Visit to the Alexandria SICOT Education Centre
| Kandiah Raveendran|
SICOT Education Centre Committee Chairman - Ipoh Perak, Malaysia
The Alexandria SICOT Education Centre is the second such centre in Egypt, the first being the Assiut centre. My visit to the centre was arranged to coincide with the Egyptian Orthopaedic Association (EOA) Annual Meeting and the SICOT Trainees' Meeting in Cairo from 15 to 18 December 2014.
I arrived at Cairo airport in the evening of 13 December and was whisked direct to Alexandria, a journey of two hours. Alexandria has a very long and ancient history. The city has a beautiful seafront with an esplanade all along the coast.
The next day I was picked up early in the morning and taken to the Alexandria University and the El Hadara University Hospital. I met the Head of the Orthopaedic Department, Professor Hany Morsy, and most of the consultants. Professor Morsy gave a short presentation of the department’s facilities and the training programme. The department has a long and illustrious history with many emeritus professors.
There are six units in the department including a spine and microvascular unit. Professor Ahmad Hassan who is the Head of Unit A is the coordinator of the SICOT Education Centre.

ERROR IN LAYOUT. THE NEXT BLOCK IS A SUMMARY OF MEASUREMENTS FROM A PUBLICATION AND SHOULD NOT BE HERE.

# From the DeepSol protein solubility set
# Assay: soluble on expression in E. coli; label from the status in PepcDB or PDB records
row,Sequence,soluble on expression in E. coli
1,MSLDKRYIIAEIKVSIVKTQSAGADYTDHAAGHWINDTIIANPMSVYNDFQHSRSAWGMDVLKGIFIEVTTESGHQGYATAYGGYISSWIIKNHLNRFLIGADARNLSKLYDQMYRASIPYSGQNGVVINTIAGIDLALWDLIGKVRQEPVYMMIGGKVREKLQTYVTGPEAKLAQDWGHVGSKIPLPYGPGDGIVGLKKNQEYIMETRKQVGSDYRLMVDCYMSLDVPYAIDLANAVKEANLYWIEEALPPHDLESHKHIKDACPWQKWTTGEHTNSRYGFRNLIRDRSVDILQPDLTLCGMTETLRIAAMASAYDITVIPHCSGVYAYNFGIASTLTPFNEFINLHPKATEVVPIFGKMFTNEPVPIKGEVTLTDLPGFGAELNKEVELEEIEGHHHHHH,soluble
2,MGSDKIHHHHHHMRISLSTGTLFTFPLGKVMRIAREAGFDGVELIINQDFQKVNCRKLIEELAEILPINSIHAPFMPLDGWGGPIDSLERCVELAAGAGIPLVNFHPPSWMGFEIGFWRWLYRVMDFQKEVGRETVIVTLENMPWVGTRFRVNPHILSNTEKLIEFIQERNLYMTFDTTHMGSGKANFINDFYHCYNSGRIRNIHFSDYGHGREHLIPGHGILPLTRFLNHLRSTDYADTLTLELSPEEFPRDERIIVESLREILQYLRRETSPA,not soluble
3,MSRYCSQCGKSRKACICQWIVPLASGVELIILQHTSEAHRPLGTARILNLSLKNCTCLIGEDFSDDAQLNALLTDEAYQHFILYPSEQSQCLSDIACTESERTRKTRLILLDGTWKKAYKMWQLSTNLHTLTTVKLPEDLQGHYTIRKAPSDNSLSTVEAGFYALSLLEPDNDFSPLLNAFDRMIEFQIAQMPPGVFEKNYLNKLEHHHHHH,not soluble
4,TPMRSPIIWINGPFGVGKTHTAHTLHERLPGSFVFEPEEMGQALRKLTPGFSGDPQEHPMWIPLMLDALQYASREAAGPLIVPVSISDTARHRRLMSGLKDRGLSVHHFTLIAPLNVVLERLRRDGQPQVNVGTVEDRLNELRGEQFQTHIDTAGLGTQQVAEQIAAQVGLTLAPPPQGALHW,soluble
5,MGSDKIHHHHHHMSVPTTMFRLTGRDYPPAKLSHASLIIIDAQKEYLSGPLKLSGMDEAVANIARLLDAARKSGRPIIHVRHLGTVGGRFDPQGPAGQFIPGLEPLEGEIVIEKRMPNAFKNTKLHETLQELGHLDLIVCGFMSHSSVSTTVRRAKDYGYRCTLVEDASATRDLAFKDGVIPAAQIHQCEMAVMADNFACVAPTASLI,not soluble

Professor Morsy outlined the 38th Annual Scientific Programme for the academic year 2014-2015, which consists of workshops, symposiums, lectures, journal clubs and conferences involving external lecturers. After a strong cup of Egyptian coffee it was time for the obligatory tour of the hospital.
I was then guided round the El Hadara University Hospital, which was housed in an old building but with modern facilities. I visited the lecture halls, the wards, the emergency department, the clinics and surgical skills workshops. A microvascular laboratory has been set up recently.
Alexandria University also has undergraduates from many parts of the world including Malaysia. The undergraduates are well tutored in orthopaedics and trauma. From 2009 to 2013 the hospital hosted fellows from the following countries: Sudan (4), Yemen (2) and Libya (1) for postgraduate orthopaedic training.
Fellows from Alexandria also had their training in Germany (for spinal surgery), France, and the United Kingdom.
The SICOT Education Centre is proposing to host fellows from Africa and the Middle East to do six-month fellowships. The fellows will be hosted in the hospital complex in single rooms with en suite bathrooms.
In May 2014, a spinal international conference was held in the hospital and this was followed by a knee arthroplasty conference in June 2014.
Although the infrastructure appeared old, the hospital had excellent facilities and a very experienced and qualified teaching staff in all the orthopaedic subspecialties. Major surgery in arthroplasty, spine, microvascular surgery, and complicated trauma such as pelvic and acetabular fractures was the norm in the hospital.
My short visit to the centre ended with a sumptuous lunch in a seafood restaurant with some of the consultants. I was then taken back to Cairo where I attended the SICOT Trainees' Meeting and the Egyptian Orthopaedic Association annual conference and presented a few lectures.